Got Worry?

Posted: January 24, 2010 by clairer in Trusting God

“So do not worry, saying, ‘What shall we eat?’ or ‘What shall we drink?’ or ‘What shall we wear?’  For the pagans run after all these things, and your heavenly Father knows you need them.” ~Matthew 6:31-32

If there is one command in Scripture that I find most difficult to follow, most likely it would be this one: do not worry.  Thankfully, I’m not in a situation where I need to be concerned about where my next meal is coming from, but there are still many things I worry about from day to day.  How am I ever going to pass this Comparative Government test?  Am I going to be able to remember my entire poem when I get in front of the judges?  What did my friends think of me when I said that?

We’re all prone to worry.  It can hit us any time and any place and be about anything.  Some worry about what people think about them.  Others might worry about performing well in school or work. Some might worry about financial problems.  Still others about their futures.  Worry hits us when we’re felling insecure and out of control — like our lives are outside of our hands.  After all, if we could control our futures, we’d have nothing to worry about, right?

Wrong.  Thankfully, our lives are not in our feeble, finite, and incapable hands — they’re in the strong, never-failing, perfect hands of our Father God who knows all things and loves us more than we can imagine.  It’s amazing how many of us unconsciously wish that we held our future in our own hands instead of our Father’s (which is what we do when we worry).  When I think about how little I know and how foolish I often am, I am so glad that God holds my future.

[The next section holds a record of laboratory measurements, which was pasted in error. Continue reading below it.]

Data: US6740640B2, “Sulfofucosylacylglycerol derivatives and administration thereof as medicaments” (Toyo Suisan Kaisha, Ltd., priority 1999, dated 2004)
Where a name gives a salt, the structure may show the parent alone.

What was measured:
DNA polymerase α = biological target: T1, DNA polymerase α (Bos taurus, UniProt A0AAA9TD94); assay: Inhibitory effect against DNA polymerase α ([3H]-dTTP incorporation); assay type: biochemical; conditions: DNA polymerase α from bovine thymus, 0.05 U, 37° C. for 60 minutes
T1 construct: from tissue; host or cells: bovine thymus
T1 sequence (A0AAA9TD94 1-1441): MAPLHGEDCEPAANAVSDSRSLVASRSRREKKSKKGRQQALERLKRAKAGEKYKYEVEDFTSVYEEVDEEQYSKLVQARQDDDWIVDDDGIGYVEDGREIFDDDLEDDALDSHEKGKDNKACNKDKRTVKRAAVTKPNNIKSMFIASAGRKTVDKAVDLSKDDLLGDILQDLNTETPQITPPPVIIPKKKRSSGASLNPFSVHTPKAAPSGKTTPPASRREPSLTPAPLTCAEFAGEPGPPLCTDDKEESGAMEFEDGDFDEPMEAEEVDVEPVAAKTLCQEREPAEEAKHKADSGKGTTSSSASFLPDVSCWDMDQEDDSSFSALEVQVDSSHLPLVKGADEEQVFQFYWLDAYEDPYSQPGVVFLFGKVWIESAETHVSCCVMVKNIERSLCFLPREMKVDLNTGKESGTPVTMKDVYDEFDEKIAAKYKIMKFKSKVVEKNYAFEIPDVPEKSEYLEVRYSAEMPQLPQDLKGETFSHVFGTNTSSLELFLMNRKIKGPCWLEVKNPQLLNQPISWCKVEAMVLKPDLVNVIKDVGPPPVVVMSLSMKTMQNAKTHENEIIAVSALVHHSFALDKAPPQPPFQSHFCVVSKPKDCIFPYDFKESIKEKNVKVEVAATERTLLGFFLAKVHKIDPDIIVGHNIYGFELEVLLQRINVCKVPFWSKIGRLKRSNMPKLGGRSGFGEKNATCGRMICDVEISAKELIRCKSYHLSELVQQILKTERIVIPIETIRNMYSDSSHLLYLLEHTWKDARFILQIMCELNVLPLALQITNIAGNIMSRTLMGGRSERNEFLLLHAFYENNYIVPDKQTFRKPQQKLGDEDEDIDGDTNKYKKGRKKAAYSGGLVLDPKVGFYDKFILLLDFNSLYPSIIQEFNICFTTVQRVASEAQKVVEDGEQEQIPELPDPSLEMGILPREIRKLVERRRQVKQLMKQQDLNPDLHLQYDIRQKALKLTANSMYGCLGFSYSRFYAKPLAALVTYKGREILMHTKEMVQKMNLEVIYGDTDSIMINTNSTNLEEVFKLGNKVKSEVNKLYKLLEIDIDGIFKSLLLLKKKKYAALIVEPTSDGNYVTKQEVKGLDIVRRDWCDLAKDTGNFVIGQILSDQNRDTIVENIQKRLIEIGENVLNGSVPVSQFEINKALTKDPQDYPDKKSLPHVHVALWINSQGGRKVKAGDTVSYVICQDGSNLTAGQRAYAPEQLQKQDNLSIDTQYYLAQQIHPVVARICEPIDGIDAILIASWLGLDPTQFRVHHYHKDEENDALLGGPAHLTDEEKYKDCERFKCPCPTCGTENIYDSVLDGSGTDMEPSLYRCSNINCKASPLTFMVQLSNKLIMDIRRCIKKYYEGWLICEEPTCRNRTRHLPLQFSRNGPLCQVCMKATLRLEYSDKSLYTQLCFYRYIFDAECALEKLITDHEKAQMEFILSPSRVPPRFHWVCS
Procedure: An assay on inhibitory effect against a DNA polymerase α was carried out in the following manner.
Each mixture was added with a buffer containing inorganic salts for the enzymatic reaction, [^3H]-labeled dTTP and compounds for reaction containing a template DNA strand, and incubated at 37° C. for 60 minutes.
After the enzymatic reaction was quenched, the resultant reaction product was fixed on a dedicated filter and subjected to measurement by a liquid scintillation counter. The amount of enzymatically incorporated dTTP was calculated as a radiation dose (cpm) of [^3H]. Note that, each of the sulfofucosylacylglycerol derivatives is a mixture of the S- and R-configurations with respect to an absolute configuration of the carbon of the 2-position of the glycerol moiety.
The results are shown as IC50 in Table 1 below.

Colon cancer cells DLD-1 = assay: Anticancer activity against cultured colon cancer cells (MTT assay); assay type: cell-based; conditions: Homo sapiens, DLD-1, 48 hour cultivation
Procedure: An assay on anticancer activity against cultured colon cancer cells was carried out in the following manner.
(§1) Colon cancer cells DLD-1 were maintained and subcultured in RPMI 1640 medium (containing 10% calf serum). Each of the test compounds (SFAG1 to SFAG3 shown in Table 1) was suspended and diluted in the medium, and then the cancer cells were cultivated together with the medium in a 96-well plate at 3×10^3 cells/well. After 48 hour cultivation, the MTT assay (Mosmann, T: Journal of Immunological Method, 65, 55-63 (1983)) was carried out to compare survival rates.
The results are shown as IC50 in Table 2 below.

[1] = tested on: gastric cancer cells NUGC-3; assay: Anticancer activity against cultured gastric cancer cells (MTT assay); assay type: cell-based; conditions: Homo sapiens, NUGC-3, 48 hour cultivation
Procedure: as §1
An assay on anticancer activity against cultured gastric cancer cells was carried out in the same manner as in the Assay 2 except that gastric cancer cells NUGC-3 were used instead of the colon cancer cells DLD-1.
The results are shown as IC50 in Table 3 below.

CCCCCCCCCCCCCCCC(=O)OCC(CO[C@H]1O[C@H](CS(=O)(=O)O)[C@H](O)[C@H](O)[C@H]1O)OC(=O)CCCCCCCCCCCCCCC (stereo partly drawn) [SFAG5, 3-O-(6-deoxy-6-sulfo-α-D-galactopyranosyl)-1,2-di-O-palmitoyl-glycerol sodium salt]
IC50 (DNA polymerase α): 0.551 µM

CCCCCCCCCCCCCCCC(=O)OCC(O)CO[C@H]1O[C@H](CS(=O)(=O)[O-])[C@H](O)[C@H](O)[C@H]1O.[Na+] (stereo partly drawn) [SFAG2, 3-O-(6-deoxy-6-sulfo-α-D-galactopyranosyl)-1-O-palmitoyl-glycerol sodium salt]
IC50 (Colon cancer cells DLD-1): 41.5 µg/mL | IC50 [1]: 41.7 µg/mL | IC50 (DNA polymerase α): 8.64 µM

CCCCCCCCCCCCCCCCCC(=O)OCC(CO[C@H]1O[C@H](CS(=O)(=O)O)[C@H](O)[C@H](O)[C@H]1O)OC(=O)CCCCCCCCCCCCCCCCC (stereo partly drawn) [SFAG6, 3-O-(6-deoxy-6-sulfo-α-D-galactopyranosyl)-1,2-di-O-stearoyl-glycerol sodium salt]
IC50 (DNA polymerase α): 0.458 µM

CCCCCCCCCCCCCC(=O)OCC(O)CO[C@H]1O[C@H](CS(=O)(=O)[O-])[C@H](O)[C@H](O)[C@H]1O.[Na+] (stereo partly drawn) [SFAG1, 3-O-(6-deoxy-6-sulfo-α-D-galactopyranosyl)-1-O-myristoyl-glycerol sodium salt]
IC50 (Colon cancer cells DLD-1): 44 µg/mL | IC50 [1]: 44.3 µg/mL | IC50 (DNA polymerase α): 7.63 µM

One of my favorite things about Matthew 6:31-32 is that Jesus doesn’t merely say, “Do not worry,” but provides us with a reason not to worry: “your heavenly Father knows you need [these things].”  God is fully aware of what we need and want; and even better, He provides for all our needs.  Some of my favorite passages of Scripture are when God provides for the needs of His people — He provides food for the Israelites in the desert, He provides food for Elijah in the wilderness, He mercifully provides shade for Jonah, and when Jesus sends out the twelve and the seventy-two, God provides for all their needs (they bring no food or belongings with them and have no plans for provisions!) — and this is the same God we serve today.  He still provides for the needs of His children.  We just need to trust that He will give us what is best for us.

This applies to our day-to-day lives today.  I’m a high school senior.  My biggest worry right now?  Getting scholarship money to go to the college I want to attend.  However, in the past few months, I have become increasingly aware that my “heavenly Father knows” what I need.  Because of that, I have been working on converting my worry into prayerful trust.  God provides for all my needs and I am confident of one thing: God will provide the money for me to go wherever He wants me to go.  I have no need to worry.  My future is completely in His hands.  But, after all, what better place is their for my future to be?

A Good God

Posted: September 15, 2009 by clairer in God's Faithfulness, God's Goodness, Trusting God

Imagine this: a god who picks favorites, who delights in being “mysterious,” who one minute might be blessing you and another minute striking you with lightning, a god who holds grudges, or a god who simply doesn’t care about you at all – doesn’t even look your way. What a hopeless and frightening picture that would be!